To Lead Your Industry, Look Outside of It
Here’s a question we often hear from clients:
“This has always worked for my industry; why mess with the formula?”
Any brand that wants to dramatically grow market share or take that coveted number-one spot from a competitor has to reject this thinking.
No one can innovate in an echo chamber. When direct competitors copy each other, making incremental improvements to their brand experiences, they aren’t really bringing value to clients or customers. They’re contributing to a predictable sea of bullet points, bland promises and brand parity. That’s no fun for audiences – or brand marketing managers, either.
Cross-industry exploration is a great way to break out.
A Proven Model
Cross-industry exploration has long been a hallmark of product design.
BMW’s iDrive system was inspired by video game controllers that allow players to navigate complex scenes with a simple set of buttons.
James Dyson visited a sawmill that used centrifugal force to spin dust out of the air, and the first bagless vacuum cleaner was born.
Designers take inspiration from the animal kingdom, too: Japan’s bullet trains were inspired by hummingbird beaks. (This is called “biomimicry,” and it’s worth Googling.)
This model of thinking is a universal problem-solving tool, and it works beautifully for branding, marketing and brand experience design. It’s a chance to push boundaries, and to create experiences that your customers haven’t yet seen in the context of your industry.
More Competitors Than You Imagined
Here’s a hard truth: customers are comparing their experience with your brand to their experiences outside of your industry anyway.
As marketing becomes more relationship- and experience-based, brands from different industries will begin to find themselves on the same playing field. In an issue of Airline Passenger Experience, JPA Design Founder James Park made a simple but poignant observation: “Travelers see aircraft seating and interiors and compare them with the kinds of things they get in the automotive industry and hotel industry.”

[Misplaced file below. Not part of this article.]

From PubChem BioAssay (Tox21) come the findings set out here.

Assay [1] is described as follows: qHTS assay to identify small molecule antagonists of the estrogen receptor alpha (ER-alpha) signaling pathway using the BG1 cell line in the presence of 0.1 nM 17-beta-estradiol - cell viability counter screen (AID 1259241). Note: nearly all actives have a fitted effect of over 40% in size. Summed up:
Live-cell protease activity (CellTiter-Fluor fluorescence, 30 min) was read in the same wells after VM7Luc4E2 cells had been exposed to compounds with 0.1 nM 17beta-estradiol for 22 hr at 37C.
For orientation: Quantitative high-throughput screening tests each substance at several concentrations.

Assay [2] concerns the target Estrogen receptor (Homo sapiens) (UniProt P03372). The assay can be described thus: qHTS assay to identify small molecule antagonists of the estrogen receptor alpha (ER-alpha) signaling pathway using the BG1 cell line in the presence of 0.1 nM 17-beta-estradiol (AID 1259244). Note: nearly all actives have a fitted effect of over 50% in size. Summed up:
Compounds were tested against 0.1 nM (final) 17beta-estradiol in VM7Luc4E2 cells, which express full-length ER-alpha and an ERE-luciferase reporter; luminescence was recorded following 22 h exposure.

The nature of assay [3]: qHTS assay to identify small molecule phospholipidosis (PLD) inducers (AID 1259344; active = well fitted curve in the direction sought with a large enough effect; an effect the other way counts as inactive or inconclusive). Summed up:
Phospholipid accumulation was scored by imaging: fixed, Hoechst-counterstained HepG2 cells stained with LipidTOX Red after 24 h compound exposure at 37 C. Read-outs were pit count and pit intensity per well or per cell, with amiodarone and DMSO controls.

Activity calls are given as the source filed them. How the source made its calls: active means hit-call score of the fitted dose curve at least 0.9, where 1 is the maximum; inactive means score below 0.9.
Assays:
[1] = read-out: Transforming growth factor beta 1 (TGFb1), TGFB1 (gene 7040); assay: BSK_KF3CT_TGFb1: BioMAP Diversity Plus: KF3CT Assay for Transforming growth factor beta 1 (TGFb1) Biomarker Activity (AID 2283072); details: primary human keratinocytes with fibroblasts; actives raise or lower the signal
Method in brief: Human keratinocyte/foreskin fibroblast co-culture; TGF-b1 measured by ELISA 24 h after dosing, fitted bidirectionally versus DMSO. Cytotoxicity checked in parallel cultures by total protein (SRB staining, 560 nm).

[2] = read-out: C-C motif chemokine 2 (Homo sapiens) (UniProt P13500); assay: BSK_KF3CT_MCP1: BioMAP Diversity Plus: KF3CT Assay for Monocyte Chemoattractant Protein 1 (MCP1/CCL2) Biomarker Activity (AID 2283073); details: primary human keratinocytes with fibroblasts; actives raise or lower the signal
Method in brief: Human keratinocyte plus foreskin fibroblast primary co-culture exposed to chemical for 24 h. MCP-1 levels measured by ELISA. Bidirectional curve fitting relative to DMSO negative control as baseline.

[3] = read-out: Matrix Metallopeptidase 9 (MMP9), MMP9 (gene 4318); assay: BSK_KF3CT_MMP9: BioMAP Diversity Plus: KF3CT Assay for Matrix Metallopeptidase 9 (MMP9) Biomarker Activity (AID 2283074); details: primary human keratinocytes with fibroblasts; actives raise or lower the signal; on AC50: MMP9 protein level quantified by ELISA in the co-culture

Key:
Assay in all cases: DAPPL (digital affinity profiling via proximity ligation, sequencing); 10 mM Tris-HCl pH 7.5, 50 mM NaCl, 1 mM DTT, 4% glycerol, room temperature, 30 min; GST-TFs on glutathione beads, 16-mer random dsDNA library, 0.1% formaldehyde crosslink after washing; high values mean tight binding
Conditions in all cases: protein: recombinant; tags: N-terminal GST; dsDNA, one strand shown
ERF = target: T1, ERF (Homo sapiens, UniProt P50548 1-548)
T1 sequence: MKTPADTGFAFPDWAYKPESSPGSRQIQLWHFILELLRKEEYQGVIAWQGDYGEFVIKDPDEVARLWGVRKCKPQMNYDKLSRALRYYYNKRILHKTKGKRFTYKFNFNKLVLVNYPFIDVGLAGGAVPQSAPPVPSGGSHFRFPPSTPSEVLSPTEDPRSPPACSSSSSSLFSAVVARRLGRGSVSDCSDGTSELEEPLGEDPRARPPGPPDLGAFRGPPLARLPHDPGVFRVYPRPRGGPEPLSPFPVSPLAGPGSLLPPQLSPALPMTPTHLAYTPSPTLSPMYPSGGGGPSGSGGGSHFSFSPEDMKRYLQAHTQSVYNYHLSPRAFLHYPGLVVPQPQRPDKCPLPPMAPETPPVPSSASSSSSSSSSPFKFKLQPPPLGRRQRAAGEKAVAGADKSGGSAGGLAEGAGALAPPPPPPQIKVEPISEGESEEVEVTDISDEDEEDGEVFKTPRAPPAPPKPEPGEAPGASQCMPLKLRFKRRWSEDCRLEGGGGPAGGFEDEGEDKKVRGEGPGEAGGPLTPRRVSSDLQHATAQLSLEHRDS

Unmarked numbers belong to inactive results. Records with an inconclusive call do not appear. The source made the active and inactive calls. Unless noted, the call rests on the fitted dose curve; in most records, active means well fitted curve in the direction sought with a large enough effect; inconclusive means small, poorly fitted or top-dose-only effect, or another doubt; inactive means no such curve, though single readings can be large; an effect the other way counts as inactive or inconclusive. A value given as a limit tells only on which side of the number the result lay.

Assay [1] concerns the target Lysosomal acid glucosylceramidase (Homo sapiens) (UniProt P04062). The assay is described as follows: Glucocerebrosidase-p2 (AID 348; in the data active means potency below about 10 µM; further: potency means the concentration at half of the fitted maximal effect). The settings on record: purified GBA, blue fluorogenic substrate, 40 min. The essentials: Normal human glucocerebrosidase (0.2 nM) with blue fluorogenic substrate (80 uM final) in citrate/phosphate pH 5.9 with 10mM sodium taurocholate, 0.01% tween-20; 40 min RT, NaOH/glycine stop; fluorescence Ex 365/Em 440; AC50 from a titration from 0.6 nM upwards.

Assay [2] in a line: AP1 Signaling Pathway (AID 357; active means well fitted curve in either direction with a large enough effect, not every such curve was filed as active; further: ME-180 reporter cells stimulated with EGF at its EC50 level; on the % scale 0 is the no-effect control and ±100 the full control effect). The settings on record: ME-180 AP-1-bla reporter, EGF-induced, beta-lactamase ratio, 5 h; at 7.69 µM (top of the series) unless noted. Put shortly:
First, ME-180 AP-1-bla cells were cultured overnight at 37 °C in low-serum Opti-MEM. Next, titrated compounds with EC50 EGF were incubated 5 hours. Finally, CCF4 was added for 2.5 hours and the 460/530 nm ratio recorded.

Airlines aren’t just compared to other airlines. Their brand experiences are in competition with every other brand travelers come into contact with.
That’s a B2C example, but it’s still true for B2B brands. That CEO you’re trying to reach is comparing his personal shopping experiences (buying glasses online from Warby Parker, Prime delivery from Amazon, a slick “configure your own vehicle” tool from Audi) with his professional experiences with vendors and partners. And if your brand experience pales in comparison, that can threaten your long-term relationship with the client.
How To Move Forward
If you’re interested in cross-industry exploration, here’s the first thing you should ask: who else – aside from my direct competitors – is talking to my target audience? Which brands, in any industry, share audience demographics with mine? Who is engaging with my audience, where are they doing it, and how?
Read. Explore. Dive deep. Then consider: Which strategies have been successful? Which platforms? What kind of language? Which experiences – digital and experiential – have been valuable to my audience?
Finally, ask: How can I apply what I’ve learned to my brand, my business model, and my interactions with your customers? How can I do something truly different?
Time for a second hard truth: you may be competing in those “outside” markets soon enough. So it’s time to push some boundaries.
According to PricewaterhouseCoopers’ 2015 US CEO Survey, 56% of CEOs across the globe (61% in the US) believe it’s likely or very likely that they’ll be competing outside of their own sectors within three years. 33% of CEOs (36% in the US) are already there, with their companies or brands having entered a new industry in the last three years.
It’s on the horizon, and it can’t be ignored. In the meantime, engage in cross-industry exploration, and don’t be afraid to partner with innovative brands in other industries who share your brand’s values. Cross-industry collaboration offers its own insights, benefits and surprises.
WATCH: Jazzy encourages businesses to look outside their own industries for innovative ideas and fresh perspective. Watch below or on YouTube: